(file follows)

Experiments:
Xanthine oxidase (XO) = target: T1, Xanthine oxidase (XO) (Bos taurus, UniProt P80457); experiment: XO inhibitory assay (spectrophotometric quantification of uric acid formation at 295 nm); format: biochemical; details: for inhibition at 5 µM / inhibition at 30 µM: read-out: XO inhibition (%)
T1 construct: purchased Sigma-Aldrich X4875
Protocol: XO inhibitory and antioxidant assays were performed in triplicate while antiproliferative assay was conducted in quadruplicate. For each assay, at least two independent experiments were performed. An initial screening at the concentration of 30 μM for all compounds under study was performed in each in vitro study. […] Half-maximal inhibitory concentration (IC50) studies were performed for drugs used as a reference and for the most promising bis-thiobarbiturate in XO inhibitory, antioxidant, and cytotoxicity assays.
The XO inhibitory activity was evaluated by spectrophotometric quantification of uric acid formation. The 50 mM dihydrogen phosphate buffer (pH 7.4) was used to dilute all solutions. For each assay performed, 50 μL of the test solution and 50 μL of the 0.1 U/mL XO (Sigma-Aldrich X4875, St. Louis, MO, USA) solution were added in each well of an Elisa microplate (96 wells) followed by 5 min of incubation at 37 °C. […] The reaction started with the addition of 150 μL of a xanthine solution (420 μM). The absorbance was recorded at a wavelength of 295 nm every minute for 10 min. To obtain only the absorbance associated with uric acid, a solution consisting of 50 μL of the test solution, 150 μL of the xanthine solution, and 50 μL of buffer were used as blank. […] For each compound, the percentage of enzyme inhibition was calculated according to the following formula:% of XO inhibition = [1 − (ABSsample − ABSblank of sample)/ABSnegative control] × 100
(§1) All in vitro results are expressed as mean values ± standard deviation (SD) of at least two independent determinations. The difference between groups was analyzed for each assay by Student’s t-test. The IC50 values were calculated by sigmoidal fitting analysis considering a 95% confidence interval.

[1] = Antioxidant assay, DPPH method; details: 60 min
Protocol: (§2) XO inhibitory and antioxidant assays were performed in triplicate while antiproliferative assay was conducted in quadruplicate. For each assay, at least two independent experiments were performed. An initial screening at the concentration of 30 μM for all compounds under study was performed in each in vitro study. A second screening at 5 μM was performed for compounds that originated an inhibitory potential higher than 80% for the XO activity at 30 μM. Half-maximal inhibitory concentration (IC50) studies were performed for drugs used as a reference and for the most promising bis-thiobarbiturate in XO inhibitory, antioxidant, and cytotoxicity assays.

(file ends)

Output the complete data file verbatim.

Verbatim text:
Experiments:
Xanthine oxidase (XO) = target: T1, Xanthine oxidase (XO) (Bos taurus, UniProt P80457); experiment: XO inhibitory assay (spectrophotometric quantification of uric acid formation at 295 nm); format: biochemical; details: for inhibition at 5 µM / inhibition at 30 µM: read-out: XO inhibition (%)
T1 construct: purchased Sigma-Aldrich X4875
Protocol: XO inhibitory and antioxidant assays were performed in triplicate while antiproliferative assay was conducted in quadruplicate. For each assay, at least two independent experiments were performed. An initial screening at the concentration of 30 μM for all compounds under study was performed in each in vitro study. […] Half-maximal inhibitory concentration (IC50) studies were performed for drugs used as a reference and for the most promising bis-thiobarbiturate in XO inhibitory, antioxidant, and cytotoxicity assays.
The XO inhibitory activity was evaluated by spectrophotometric quantification of uric acid formation. The 50 mM dihydrogen phosphate buffer (pH 7.4) was used to dilute all solutions. For each assay performed, 50 μL of the test solution and 50 μL of the 0.1 U/mL XO (Sigma-Aldrich X4875, St. Louis, MO, USA) solution were added in each well of an Elisa microplate (96 wells) followed by 5 min of incubation at 37 °C. […] The reaction started with the addition of 150 μL of a xanthine solution (420 μM). The absorbance was recorded at a wavelength of 295 nm every minute for 10 min. To obtain only the absorbance associated with uric acid, a solution consisting of 50 μL of the test solution, 150 μL of the xanthine solution, and 50 μL of buffer were used as blank. […] For each compound, the percentage of enzyme inhibition was calculated according to the following formula:% of XO inhibition = [1 − (ABSsample − ABSblank of sample)/ABSnegative control] × 100
(§1) All in vitro results are expressed as mean values ± standard deviation (SD) of at least two independent determinations. The difference between groups was analyzed for each assay by Student’s t-test. The IC50 values were calculated by sigmoidal fitting analysis considering a 95% confidence interval.

[1] = Antioxidant assay, DPPH method; details: 60 min
Protocol: (§2) XO inhibitory and antioxidant assays were performed in triplicate while antiproliferative assay was conducted in quadruplicate. For each assay, at least two independent experiments were performed. An initial screening at the concentration of 30 μM for all compounds under study was performed in each in vitro study. A second screening at 5 μM was performed for compounds that originated an inhibitory potential higher than 80% for the XO activity at 30 μM. Half-maximal inhibitory concentration (IC50) studies were performed for drugs used as a reference and for the most promising bis-thiobarbiturate in XO inhibitory, antioxidant, and cytotoxicity assays.